Banks misleading investors - again

Updated: 
Have you ever had decent advice from your bank about where to invest? Personally I'll never forget an early experience as a teenager, taking a printout of a comparison table to a bank and asking why they were recommending a rubbish savings account when there were so many better ones available at the click of the mouse. The response of the 'expert professional' was to peer closely at the printout and say "what's that?"

Of course I'm showing my age, but a new investigation has revealed that things haven't got any better, and in some cases it is costing customers thousands of pounds.


Investigation
The revelations come from a BBC investigation. It sent undercover reporters into banks to pose as investors, and the advice they were given was often shocking.

One Royal Bank of Scotland adviser wrongly told a customer that if they followed their advice on how to invest £50,000 they "could not lose". Another from Lloyds TSB was befuddled (and befuddling) when asked about annual fees on an investment.

They were also quick to put pressure on customers to act fast - before markets went up and they missed out on the gains.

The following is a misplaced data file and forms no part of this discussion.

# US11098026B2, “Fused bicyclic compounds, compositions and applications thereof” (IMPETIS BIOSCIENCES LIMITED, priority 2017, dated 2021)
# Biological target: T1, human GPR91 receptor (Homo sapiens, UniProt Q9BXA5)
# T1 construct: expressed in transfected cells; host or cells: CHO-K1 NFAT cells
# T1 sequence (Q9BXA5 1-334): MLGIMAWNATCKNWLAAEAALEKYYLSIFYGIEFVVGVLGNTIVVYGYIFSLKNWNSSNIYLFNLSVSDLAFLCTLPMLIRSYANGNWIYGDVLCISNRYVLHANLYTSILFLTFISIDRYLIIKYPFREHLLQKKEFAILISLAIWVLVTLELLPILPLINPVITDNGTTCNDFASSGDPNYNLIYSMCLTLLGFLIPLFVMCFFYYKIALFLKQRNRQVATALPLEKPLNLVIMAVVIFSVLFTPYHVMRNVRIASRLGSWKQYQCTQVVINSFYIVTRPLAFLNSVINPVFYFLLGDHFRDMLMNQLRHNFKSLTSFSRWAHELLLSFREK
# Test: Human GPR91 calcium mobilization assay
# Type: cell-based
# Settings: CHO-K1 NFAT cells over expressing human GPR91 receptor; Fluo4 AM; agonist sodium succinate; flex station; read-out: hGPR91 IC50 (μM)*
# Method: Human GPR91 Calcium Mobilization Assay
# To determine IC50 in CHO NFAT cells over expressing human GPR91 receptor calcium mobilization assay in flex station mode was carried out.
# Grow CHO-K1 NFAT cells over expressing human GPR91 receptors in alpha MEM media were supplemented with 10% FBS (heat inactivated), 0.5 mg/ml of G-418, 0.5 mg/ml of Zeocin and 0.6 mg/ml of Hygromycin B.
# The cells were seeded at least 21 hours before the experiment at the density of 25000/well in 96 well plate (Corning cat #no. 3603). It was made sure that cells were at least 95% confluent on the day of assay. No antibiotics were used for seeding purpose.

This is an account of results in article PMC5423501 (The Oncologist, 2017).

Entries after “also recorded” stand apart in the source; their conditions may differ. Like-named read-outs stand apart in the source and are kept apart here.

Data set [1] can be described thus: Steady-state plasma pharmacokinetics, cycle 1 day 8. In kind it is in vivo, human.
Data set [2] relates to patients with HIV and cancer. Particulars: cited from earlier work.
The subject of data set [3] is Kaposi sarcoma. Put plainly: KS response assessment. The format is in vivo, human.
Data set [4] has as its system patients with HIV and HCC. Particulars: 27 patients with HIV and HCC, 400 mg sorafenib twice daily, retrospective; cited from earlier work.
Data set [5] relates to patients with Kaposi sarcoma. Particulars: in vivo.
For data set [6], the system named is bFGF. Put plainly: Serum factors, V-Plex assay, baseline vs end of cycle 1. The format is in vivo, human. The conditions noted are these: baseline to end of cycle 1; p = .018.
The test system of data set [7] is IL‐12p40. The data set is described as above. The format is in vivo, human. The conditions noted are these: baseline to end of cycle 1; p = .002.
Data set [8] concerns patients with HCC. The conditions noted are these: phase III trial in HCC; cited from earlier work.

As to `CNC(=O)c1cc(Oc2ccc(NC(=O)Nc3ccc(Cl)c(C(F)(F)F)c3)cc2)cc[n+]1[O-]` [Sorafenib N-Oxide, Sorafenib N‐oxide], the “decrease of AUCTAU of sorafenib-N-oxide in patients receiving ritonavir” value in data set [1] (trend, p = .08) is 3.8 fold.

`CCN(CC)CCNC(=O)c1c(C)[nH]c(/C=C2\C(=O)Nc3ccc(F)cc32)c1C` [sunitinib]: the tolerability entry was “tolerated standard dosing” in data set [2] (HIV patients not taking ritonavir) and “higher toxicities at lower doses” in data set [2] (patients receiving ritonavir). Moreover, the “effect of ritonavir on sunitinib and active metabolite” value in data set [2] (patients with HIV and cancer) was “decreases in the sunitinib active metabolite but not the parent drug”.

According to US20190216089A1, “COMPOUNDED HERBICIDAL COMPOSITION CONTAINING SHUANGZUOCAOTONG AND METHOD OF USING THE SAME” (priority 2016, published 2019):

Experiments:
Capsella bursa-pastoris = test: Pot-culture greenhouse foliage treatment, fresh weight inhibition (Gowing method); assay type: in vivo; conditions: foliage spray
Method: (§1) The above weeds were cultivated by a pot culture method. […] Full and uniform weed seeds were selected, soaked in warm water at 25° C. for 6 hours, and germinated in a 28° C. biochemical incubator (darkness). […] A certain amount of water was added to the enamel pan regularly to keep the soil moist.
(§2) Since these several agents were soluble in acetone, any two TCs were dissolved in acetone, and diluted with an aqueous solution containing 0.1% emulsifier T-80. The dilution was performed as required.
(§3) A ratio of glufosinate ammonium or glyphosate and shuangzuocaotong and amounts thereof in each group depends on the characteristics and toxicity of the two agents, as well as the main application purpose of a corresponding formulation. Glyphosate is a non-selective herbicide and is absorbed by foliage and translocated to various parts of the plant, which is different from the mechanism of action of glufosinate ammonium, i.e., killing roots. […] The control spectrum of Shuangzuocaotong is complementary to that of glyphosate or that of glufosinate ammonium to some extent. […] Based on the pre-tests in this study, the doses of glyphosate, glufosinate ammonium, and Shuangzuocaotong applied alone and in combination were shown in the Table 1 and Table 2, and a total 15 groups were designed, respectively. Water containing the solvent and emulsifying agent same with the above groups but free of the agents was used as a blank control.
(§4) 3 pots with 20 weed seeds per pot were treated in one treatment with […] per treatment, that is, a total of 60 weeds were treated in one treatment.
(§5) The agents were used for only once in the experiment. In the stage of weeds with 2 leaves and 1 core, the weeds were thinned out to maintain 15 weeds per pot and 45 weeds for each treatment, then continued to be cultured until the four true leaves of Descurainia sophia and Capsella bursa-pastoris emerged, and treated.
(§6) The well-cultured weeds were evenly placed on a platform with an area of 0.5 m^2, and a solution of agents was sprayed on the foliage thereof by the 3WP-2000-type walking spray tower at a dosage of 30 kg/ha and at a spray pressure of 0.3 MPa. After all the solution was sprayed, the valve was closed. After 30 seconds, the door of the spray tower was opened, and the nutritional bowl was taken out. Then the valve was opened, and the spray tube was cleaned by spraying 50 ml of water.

Part of the issue is that these 'advisers' are paid commission for winning investors to the bank's products. They aren't paid anything if they tell the customer to opt for a savings account or to go elsewhere.

Given that they only recommend products from that specific bank, this raises the question of whether we should be seeking advice from them at all.

Better approaches
If you want truly independent advice from someone who only stands to gain from giving you the best possible advice and having you return to them again and again as a trusted and respected expert, then your only option is a fee-based financial adviser. This will cost you initially, but it's the only way to be sure that you're getting unbiased advice.

Alternatively, if you don't want to pay, you need to get to grips with these things on your own. Read up on investments, what they are, what they cost and what the risks are. Then you can invest through a discount broker without any costs and without the feeling you're being ripped off.

The approach you take is entirely up to you, but clearly if you try to opt for a middle way by going to a bank in the hope you'll get free, unbiased, expert advice, you're in for a rude shock, and it could end up costing you dear.

Of course, British Bankers' Association spokesman Eric Leenders argued that bank advisers "give a lot of financial advice and support to people who perhaps are not quite confident enough to step into the market on their own." But then he would say that wouldn't he?

So what do you think? Do you trust a bank with your investments, and why? let us know in the comments.

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